After several months, the clay is being moulded, the paintbrushes are running, and idols of deities are on their way to mandaps for the big celebration.
After staying idle due to the pandemic, artisans in Mymensingh city and other districts are busy completing orders ahead of Durga Puja, one of the biggest religious festivals of the Hindu community.
"We were depressed ahead of the festival, but fortunately, we finally got orders and are working under immense pressure to deliver the idols on time," said Joyonta Kumar Ghosh, a leading artisan in Mymensingh city.
"I got orders for 14 idols from Mymensingh city, and the rate is between Tk 15,000-50,000, which is less than that of last year," said Joyonta, also proprietor of "Mritt O Mrittika".
"Last year, seven workers were busy completing idols for over two months, but this year, I had to engage nine workers for timely delivery," he said.
"There were also occasions for various pujas -- including Basanti, Ganga, Ganesh and Bipodnashini pujas -- that went away during the pandemic, and we could not work…These religious celebrations give us important financial support throughout the year," he added.
Shambhu Das, proprietor of "Sajib Mrittika Shilpalaya", said he only got six orders, which are almost half that of last year. "But we are under huge pressure, as the orders came in a short time, that too amid worker shortage," he said.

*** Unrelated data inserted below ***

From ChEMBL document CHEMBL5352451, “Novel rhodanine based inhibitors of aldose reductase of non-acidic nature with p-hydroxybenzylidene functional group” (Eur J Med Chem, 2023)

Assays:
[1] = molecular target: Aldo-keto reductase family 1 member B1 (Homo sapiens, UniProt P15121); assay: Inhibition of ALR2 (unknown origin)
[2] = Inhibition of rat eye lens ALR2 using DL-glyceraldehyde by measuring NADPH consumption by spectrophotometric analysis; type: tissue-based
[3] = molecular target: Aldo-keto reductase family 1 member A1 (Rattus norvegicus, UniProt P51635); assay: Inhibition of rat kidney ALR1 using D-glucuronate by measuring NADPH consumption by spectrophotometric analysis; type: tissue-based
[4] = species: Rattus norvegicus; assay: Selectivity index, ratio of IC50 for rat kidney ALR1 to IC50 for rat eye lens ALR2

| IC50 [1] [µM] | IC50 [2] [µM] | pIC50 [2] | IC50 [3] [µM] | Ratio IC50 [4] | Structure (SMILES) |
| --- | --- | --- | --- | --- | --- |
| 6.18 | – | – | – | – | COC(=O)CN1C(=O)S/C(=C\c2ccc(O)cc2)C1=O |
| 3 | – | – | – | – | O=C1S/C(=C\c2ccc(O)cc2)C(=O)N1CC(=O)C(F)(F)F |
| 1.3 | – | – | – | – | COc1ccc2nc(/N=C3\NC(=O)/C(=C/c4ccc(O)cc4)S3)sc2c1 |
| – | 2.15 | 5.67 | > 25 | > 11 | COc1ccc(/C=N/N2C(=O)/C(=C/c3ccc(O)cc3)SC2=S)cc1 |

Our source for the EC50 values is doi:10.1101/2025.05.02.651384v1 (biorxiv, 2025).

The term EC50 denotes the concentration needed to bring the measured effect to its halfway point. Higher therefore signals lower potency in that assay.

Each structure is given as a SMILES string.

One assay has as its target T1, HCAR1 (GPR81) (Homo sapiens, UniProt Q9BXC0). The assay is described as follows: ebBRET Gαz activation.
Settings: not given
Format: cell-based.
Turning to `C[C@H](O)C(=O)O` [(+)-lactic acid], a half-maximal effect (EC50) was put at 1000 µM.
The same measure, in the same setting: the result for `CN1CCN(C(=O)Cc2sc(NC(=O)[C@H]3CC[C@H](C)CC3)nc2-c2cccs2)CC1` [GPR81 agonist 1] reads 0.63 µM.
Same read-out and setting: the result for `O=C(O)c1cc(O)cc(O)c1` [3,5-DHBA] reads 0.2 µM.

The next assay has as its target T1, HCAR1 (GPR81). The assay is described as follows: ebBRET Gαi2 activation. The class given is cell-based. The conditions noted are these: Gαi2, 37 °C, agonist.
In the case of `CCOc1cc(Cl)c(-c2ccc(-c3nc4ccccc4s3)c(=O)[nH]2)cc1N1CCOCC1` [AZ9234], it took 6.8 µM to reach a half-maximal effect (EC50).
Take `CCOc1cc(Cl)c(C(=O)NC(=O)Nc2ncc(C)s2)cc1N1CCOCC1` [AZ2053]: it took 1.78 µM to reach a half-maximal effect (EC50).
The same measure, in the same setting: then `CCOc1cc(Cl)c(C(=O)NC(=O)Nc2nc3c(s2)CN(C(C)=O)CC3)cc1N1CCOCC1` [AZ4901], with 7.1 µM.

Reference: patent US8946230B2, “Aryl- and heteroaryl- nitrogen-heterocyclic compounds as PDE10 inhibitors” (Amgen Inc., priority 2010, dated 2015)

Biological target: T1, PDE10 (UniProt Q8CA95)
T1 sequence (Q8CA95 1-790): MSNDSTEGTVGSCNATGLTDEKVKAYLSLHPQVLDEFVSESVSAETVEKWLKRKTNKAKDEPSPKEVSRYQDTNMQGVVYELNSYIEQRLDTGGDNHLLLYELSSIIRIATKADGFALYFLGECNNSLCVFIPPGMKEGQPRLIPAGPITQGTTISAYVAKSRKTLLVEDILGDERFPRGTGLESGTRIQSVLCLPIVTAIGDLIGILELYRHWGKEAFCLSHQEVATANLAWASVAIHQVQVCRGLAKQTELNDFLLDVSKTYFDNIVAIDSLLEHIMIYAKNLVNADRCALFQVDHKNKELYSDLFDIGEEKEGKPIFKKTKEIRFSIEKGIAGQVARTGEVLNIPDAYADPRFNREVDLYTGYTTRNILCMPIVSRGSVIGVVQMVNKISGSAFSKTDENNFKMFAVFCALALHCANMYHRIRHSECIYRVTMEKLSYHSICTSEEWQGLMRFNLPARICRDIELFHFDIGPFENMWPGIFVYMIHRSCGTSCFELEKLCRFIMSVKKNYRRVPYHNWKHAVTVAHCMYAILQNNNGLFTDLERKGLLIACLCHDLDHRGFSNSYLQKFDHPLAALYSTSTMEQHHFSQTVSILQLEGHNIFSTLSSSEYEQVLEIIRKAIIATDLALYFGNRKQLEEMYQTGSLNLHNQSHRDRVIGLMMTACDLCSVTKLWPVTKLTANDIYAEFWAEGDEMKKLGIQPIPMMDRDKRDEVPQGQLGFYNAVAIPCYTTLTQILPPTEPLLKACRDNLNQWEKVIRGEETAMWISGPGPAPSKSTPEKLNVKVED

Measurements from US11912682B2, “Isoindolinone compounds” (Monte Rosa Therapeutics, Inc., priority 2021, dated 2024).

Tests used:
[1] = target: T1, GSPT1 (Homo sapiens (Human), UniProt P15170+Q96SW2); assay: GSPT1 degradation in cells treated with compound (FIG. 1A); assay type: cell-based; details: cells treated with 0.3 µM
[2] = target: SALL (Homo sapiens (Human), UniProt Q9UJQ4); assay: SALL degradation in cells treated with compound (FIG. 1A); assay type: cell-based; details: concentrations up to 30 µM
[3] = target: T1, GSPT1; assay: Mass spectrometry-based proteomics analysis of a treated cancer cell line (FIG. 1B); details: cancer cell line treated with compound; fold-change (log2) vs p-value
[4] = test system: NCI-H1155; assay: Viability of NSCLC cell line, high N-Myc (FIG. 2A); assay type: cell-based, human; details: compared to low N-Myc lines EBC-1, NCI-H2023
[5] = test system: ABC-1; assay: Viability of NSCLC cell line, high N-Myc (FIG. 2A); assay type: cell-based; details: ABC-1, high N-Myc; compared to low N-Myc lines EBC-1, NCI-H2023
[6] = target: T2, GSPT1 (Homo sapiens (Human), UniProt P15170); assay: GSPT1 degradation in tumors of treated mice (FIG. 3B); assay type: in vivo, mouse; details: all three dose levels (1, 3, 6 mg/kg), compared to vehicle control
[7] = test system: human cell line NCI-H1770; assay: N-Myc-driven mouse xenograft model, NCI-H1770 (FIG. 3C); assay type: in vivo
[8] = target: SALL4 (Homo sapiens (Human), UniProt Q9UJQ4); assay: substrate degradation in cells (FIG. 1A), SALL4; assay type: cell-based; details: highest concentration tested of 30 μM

"Usually, we start getting orders three or four months earlier and work in a relaxed manner, but this year, we got them a month ago. But we're happy to get them," he added.
Joy Podder, another artisan at the city's Daspara area, said he got orders for 11 idols, although it was 14 last year.
"As many of us had used up deposited money during the shutdown, we currently can't invest money to take more orders," he said.
"After a break for more than seven months, we're busy supporting our families. Many workers have engaged themselves in other professions for survival," said 55-year-old Dinesh Pal, an artisan hailing from Mymensingh's Phulpur upazila.
"After struggling during the pandemic, we now have the opportunity to make idols, and we'll go for painting and other related works within the second week of October," said Nikhil Chandra Pal, the 80-year-old artisan from the city's Dharmashala Temple.
"Clay artistes will see better days in the future," hoped Nikhil, who has been in his ancestral profession for 60 years.
Shankar Saha, organising secretary of the district's puja celebration committee, said 773 mandaps for Durga Puja were set up in the district last year, and the number would be similar this year.
"We have already held a meeting with Mymensingh Deputy Commissioner Md Mizanur Rahman, and he suggested us to maintain social distancing and health guidelines," he said.
Puja mandap committees have already been asked to arrange facilities for hand sanitisation and not allow devotees inside mandaps without masks, informed Shankar.